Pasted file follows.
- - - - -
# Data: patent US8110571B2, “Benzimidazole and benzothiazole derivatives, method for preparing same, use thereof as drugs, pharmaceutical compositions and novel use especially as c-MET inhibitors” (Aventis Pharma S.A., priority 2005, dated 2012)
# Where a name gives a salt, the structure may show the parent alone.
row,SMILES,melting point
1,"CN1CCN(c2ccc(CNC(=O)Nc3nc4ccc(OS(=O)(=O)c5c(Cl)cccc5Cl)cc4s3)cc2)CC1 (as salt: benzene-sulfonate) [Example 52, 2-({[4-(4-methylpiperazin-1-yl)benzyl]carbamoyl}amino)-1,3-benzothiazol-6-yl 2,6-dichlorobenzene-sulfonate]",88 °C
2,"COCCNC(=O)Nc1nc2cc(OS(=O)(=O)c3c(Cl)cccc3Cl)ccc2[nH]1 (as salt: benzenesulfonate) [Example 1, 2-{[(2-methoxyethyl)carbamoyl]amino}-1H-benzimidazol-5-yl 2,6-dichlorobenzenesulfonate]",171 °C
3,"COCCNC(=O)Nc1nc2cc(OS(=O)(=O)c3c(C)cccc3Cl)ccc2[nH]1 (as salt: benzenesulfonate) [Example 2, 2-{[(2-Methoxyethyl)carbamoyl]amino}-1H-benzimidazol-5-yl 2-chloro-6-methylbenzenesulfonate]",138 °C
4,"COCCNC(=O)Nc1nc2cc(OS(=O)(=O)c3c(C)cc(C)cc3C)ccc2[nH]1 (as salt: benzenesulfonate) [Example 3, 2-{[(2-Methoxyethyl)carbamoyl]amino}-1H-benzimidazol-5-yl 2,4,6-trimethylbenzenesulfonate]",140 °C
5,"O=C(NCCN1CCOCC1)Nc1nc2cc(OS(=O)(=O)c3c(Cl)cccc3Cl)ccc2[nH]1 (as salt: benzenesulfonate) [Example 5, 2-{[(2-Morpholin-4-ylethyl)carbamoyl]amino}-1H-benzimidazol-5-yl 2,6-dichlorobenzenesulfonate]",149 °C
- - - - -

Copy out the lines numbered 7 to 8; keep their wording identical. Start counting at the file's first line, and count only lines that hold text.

4,"COCCNC(=O)Nc1nc2cc(OS(=O)(=O)c3c(C)cc(C)cc3C)ccc2[nH]1 (as salt: benzenesulfonate) [Example 3, 2-{[(2-Methoxyethyl)carbamoyl]amino}-1H-benzimidazol-5-yl 2,4,6-trimethylbenzenesulfonate]",140 °C
5,"O=C(NCCN1CCOCC1)Nc1nc2cc(OS(=O)(=O)c3c(Cl)cccc3Cl)ccc2[nH]1 (as salt: benzenesulfonate) [Example 5, 2-{[(2-Morpholin-4-ylethyl)carbamoyl]amino}-1H-benzimidazol-5-yl 2,6-dichlorobenzenesulfonate]",149 °C